It took a 9-hour long overnight drive in a cramped mid-size SUV to escape the busy streets of Manila and reach the beautiful coastal city of Vigan, Ilocos Sur, Philippines. At the heart of Vigan is a street called Calle Crisologo, a UNESCO Heritage Site that offers a flashback to 18th century Spanish colonialism.
Our walk down this historical cobblestone street provided a glimpse of Vigan’s rich cultural heritage. The quaint ancestral structure that lined the street, and were once home to aristocratic families, served as testament to more than 300 years of Spanish colonization. Back in its early days, Calle Crisologo was an established business hub. Today, it is an iconic street and a “must-see” for travel enthusiasts who want to experience Vigan’s old town charm.
There were plenty of antique and souvenir shops along the length of Calle Crisologo, selling everything from woven purses, to souvenir t-shirts, to odd knickknacks – as well as many of Vigan’s very own delicacies like “chicharon” (puffed pork skin), “empanada” (deep-fried pastry stuffed with meat), and “bagnet” (deep fried pork belly). The best part of the shopping experience is learning to haggle, an art that I have yet to master.
Large wooden antique doors and other furniture “muebles” leaned against the dilapidated walls of storefronts, reviving pieces of rich history right in front of our eyes. Many of these antiques were once a part of the great Spanish colonial architecture that Calle Crisologo is well-known for today.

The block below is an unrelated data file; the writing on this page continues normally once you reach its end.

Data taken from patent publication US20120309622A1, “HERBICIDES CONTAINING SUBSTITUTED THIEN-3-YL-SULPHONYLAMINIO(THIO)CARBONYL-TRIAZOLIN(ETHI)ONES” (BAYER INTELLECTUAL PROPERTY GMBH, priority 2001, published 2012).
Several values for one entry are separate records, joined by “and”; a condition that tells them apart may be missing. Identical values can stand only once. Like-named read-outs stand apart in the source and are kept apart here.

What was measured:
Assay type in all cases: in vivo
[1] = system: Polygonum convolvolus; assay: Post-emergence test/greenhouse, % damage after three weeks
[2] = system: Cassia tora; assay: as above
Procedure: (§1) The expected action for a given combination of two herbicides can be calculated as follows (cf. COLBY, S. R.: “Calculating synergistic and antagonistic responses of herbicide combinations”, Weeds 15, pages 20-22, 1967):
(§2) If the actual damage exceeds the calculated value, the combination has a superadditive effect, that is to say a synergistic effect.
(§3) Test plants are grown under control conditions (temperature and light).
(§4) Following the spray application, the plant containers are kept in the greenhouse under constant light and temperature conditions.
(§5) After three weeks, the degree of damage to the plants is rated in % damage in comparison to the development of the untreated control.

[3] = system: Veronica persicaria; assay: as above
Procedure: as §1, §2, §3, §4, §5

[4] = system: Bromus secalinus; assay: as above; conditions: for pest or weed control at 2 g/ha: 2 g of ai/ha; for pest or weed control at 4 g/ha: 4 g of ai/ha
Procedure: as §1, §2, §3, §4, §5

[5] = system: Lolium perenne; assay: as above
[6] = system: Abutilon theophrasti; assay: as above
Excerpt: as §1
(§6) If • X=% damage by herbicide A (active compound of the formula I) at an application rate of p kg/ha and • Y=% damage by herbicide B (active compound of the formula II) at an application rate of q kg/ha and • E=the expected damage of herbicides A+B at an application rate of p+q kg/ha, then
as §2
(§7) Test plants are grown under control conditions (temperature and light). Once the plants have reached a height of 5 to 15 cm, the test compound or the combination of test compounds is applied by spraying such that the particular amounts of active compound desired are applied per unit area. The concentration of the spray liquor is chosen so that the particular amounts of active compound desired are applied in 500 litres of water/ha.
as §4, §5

However, nothing brought the old town of Vigan back to life more than riding a “kalesa” (a wooden horse-drawn carriage) and listening to its clicking and clacking against the cobblestone street of Calle Crisologo. The kalesas were available for hire at 150 pesos an hour, the standard rate implemented by the local government. Each kalesa held room for four occupants, including the “kutsero” (coachman). The tour was about 2.5 hour long, which included a hop-on and hop-off visits to several attractions around Vigan.
Yes, we had Manong Kutchero (Mr. Coachman) take us around Vigan on his Ferrari. Not bad for 700 pesos!
A short day trip in Vigan is enough to see the city’s attractions and taste of some of its best dishes like Vigan style “longganisa” (Vigan’s own take of the traditional Filipino sausage). However, I like many others, would strongly suggest to stay overnight and experience Calle Crisologo when the incandescent street lights are lit up, adding to its overall rustic Spanish ambiance.
Have you ever been to Vigan? Tell me about your experience, leave a comment below.